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The Asiatic lion used to exist in south-west and north Asia, Eastern Europe and the Middle East. By the 19th century, it had been eradicated from Turkey and even up to 1944, the last corpse of a lion was found on the bank of the River Karun in Iran.

In 1963, the last Persian pride were ruthlessly hunted and killed in Iran. At the time, the local press praised this event as a success, which seems absolutely shocking today knowing that the Asiatic lion is now endangered and survives in Sasan Gir Forest National Park.

You will be pleased to know that these remarkable creatures are now flourishing quite nicely along with the Indian leopard, due to the major understanding of the government with influences from a handful of conservationists who have fought exceptionally hard for this day, even with their near loss of life in some cases.

We leave this park and region with a huge respect for the hard working guides and rangers of the region. We have got to know the very experienced guides in the first couple of days of our Indian wildlife holiday, and their sincere love of the region and its wildlife, not to mention birding, is very evident.

Next time, Simon will travel to Bera village in south-west Rajasthan in search of Indian leopards. If you are interested in discovering more about the Indian experience offered by WILDFOOT, get in touch with the wildlife travel experts today.

Indian Adventure 1

This summer, Simon from WILDFOOT went on an Indian adventure and recorded the highlights from his trip for you to enjoy. Below, Simon travels to India and begins his journey.

Part 1

My flight to Delhi takes around eight hours from London. When I arrive, I check into an airport hotel to sleep for a few hours before my domestic flight to Ahmedabad the following morning.

The flight to Ahmedabad from Delhi took just over an hour, after which it was a seven-hour drive to the region and safari camp. There are easier ways of getting here, like arriving via Bombay and taking a short domestic flight, but this journey allows me time to relax and enjoy my surroundings.

As part of an experience much like WILDFOOT’s India Wildlife Special package, we are staying at the Lion Safari Camp, which is tented accommodation consisting of around 20 twin and double suites. Each of these tents comes with its own a toilet and shower, which is great for those who want to relax privately on an evening. The suites share a reception and restaurant area for engaging with fellow travellers.

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We set out at 5am for the nearby reception centre. Every safari starts here and unfortunately, your guide has to go through the same rigmarole every time you go out on safari, which seems overly red-taped! However, if you visit yourself, our Wildfoot travel guide will assist and do most of the legwork, so that your day can begin at 6.30am rather than 5am.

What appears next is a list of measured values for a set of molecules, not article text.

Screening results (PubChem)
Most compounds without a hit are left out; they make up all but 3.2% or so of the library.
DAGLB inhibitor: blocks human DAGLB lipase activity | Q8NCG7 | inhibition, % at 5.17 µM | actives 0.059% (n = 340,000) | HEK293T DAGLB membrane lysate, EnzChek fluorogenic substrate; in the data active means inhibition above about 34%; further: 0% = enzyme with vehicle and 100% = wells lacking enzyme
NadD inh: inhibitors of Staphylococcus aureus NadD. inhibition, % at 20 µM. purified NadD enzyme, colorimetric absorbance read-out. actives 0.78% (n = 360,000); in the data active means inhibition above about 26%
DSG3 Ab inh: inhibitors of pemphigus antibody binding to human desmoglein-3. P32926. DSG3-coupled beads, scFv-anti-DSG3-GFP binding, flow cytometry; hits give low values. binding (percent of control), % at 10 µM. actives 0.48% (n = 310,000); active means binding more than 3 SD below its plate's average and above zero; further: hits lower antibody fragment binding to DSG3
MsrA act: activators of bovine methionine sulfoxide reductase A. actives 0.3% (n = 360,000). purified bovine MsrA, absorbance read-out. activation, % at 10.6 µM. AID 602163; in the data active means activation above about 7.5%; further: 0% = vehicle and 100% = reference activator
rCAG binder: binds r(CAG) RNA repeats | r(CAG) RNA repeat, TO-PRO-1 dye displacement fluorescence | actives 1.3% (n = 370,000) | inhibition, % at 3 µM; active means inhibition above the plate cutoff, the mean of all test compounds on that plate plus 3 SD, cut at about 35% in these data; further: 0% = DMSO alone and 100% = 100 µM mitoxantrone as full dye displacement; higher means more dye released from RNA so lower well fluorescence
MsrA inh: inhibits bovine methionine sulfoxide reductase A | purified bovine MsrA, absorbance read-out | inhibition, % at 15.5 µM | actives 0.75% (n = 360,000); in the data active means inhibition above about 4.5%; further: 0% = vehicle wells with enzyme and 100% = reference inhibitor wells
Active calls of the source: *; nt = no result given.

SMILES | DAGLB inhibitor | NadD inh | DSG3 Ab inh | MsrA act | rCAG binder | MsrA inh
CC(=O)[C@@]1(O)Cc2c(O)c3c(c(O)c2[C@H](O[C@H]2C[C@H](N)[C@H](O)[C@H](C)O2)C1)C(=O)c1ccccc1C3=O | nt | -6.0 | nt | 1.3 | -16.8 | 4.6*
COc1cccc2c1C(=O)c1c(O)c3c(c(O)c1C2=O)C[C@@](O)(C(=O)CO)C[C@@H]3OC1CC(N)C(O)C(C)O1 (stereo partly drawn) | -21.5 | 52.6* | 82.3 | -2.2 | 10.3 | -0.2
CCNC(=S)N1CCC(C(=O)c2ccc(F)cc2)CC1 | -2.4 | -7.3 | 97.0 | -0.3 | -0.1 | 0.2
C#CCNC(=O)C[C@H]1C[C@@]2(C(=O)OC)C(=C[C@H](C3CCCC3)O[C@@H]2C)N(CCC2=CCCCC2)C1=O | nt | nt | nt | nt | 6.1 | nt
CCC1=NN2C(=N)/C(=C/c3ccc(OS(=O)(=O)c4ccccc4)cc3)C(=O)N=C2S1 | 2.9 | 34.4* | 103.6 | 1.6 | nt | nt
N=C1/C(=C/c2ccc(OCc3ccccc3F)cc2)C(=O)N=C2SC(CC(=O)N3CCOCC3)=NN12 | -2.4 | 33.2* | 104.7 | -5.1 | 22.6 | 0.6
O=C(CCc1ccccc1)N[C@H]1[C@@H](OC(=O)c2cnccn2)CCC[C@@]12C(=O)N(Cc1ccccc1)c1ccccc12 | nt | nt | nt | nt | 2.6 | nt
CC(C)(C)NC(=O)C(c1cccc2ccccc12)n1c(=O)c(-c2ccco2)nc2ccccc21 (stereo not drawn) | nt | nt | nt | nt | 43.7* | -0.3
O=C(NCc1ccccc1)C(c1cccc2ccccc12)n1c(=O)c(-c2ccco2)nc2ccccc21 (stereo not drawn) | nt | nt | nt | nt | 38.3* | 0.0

Our experienced guide Jitendra speaks good English and is a dedicated and knowledgeable birder, as well as a general wildlife naturalist. He comes with a professional driver and a Suzuki Gypsy and asks us to spot a rare tiny bird at 30 metres in camouflage undergrowth before the sun rises.

 

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Most of those who come to this region are in search of the Asiatic lion and the fantastic birding opportunities the Sasan Gir Forest National Park offers.

The park is only open from December to June and closes during the monsoon weather period, as accessibility would be impossible in a jeep. Within 30 minutes of entering the park, we see a young lioness, but she is walking away from us, so it’s not the best of sightings.

Monitoring her are allocated national park guides, and each lion or pride is carefully watched and guarded to ensure its welfare and safety. The state is very careful with these creatures. These lions only number 530, including 210 females, so their continual safety is paramount. The lion guide signalled us to approach and take a good view of her from around 50 yards.

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The morning is exceptionally good for us, as we manage another three lion sightings and spot an array of other wildlife including spotted deer, blackbuck, grey langur monkey, Indian palm squirrel and over 30 species of birds. The woodpecker, purple sunbirds, large green barbet, red-vented bulbul, rose-ringed parakeet, Indian nightjar, grey wagtail, golden backed woodpecker and collared scops owl are all sighted by us, making it an even more unforgettable morning.

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In his next blog, Simon will continue his journey through the Sasan Gir Forest National Park, and talk about the history behind one of the country’s most celebrated nature reserves. If you would like to retrace Simon’s adventures for yourself, please get in touch with the luxury travel agents at WILDFOOT today.